Weekly mileage: 52

Thursday, March 8, 2007


These are my goal splits for LBL

road to canal loop(1.7 miles) :20
After first loop (13 miles) 2:36
After second loop (24.3 miles) 4:51
After third loop (35.6 miles) 7:07
After fourth loop (46.9 miles) 9:22
Final strech to the finish (50 miles) 9:58:12

Looks good on paper. Time to put it to practice.

"The only way I would fail is if I didn't come out and try" Mike Keller! (Endurance 50)

Wednesday, March 7, 2007

Updated weather for LBL: high of 63 w/ showers.

Good Luck to Rob! I'll see you saturday morning, my friend!

my leg is feeling good.
wow, I really just spent the last hour figuring out how to put that picture in my header (thanks Kim and Mike!)......I need to go to bed.

Tuesday, March 6, 2007

Just got home from a rough 15 hour day at the office, which gives me enough time to sleep and do it all over again tomorrow. Our big event is tomorrow evening so hopefully things will settle down a bit after that.

Kim told me I need to post my goals for LBL, not wanting to get on her bad side, here they are!

1.) Finish my first 50 miler
2.)Qualify for western states by breaking 11 hours (which is the cut off time for this race)
3.) 9:58:12 is what I think I am capable of running, but I really don't know (don't ask me how I came up with that exact number!)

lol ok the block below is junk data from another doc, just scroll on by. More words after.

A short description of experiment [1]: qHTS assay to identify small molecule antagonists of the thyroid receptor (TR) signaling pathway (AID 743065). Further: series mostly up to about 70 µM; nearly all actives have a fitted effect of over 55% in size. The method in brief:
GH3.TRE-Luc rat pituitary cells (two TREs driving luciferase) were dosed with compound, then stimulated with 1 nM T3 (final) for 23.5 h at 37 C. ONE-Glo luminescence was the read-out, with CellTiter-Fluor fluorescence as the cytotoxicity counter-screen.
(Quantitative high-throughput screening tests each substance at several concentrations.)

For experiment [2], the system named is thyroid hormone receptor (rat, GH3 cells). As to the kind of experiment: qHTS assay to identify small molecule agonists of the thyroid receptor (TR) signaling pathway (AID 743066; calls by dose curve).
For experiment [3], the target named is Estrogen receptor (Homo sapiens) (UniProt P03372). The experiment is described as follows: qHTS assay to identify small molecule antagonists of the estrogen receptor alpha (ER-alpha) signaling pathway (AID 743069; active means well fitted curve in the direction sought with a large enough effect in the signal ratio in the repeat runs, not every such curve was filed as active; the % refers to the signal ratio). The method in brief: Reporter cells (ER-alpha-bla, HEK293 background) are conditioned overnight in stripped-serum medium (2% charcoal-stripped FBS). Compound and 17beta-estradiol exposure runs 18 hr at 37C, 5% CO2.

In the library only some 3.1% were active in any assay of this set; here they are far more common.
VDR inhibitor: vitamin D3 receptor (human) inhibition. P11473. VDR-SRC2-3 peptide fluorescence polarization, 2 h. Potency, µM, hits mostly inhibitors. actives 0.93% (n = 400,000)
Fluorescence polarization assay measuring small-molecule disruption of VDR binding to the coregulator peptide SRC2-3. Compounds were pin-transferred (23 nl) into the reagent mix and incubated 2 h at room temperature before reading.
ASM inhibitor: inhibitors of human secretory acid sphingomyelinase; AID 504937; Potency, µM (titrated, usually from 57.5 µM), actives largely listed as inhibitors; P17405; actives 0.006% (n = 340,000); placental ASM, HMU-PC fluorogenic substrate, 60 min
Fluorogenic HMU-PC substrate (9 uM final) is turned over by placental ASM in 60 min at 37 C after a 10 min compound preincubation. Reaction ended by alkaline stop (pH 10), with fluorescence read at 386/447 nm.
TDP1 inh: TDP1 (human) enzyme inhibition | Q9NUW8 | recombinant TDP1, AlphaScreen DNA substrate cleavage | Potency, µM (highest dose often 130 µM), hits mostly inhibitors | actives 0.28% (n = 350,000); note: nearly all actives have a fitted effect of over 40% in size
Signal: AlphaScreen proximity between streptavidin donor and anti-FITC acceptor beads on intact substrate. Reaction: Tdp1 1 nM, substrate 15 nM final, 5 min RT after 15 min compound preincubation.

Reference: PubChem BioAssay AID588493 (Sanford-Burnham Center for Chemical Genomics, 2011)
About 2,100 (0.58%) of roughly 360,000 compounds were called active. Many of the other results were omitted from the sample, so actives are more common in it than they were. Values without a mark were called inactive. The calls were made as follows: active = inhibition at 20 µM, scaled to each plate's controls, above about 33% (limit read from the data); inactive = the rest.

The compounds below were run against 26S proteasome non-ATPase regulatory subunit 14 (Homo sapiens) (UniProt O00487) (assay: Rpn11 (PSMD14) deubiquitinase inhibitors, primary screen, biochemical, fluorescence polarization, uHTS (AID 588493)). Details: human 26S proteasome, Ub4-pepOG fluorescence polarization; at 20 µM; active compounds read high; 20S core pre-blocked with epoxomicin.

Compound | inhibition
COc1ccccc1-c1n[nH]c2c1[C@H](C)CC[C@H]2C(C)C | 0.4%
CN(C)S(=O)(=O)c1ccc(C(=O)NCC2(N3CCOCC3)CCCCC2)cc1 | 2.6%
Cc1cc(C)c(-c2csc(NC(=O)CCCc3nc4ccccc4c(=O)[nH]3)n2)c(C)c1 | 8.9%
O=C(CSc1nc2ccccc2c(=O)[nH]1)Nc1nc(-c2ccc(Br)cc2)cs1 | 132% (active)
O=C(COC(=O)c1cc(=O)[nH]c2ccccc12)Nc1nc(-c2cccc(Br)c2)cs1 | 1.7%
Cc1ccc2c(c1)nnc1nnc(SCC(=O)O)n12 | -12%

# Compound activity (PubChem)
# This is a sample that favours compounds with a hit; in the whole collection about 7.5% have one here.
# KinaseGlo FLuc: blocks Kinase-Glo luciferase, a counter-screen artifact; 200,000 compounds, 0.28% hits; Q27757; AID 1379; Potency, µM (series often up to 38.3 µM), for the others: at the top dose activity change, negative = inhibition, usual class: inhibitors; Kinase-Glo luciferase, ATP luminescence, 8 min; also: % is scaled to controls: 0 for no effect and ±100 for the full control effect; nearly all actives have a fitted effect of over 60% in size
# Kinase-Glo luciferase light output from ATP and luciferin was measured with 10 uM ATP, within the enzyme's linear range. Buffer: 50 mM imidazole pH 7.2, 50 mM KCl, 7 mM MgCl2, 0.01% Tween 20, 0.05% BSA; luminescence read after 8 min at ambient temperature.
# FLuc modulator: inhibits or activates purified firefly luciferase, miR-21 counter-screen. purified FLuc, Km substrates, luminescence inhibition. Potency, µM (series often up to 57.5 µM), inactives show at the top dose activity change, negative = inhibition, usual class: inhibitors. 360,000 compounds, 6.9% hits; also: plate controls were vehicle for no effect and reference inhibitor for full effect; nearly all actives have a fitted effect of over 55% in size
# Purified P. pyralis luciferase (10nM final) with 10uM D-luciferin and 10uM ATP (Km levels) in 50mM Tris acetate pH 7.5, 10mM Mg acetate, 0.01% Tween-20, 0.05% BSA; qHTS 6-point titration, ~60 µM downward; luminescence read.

"I wish I could share the views I've seen."
-David Horton

Monday, March 5, 2007

I aggravated my leg yesterday wrestling around with my old man (he started it!) But it was probably better to find out that it still isn't 100 percent. I am not planning on running anymore until Saturday in hopes that It will be fully recovered. It is supposed to be 64 in Grand Rivers for the race!!!!!

"Running is a big question mark that's there each and every day. It asks you, 'Are you going to be a wimp or are you going to be strong today?'"
- Peter Maher, Irish-Canadian Olympian and sub-2:12 marathoner

Sunday, March 4, 2007

5 miles, 7:12 pace

felt pretty good again today. My leg still feels a little wobbly but it doesn't hurt. I kept up a pretty good pace to give it a good test. Now if I could only keep up that pace for 21.2 more miles I could qualify for boston. I think I'll just wait until I turn 70, I can break 5 hours.

"Pain is inevitable, suffering is optional" -David Horton

Saturday, March 3, 2007

2 miles, 7:30 pace

I had a pretty good run today. I still have discomfort in my shin ( but I wouldn't call it pain.) It didn't effect my stride. I am going to go a little long tomorrow as long as my leg doesn't hurt tomorrow morning when I wake up.

"We run, not because we think it is doing us good, but because we enjoy it and cannot help ourselves...The more restricted our society and work become, the more necessary it will be to find some outlet for this craving for freedom. No one can say, 'You must not run faster than this, or hump higher than that.' The human spirit is indomitable."
- Sir Roger Bannister

Friday, March 2, 2007

I am going to go out for a couple miles tomorrow and see how my leg is feeling.

"There is no glory in practice, but without practice there is no glory."

Thursday, March 1, 2007

More Ice. still hurting. very impatient. Days off suck. could be worse.

"Life is short... running makes it seem longer."
Baron Hansen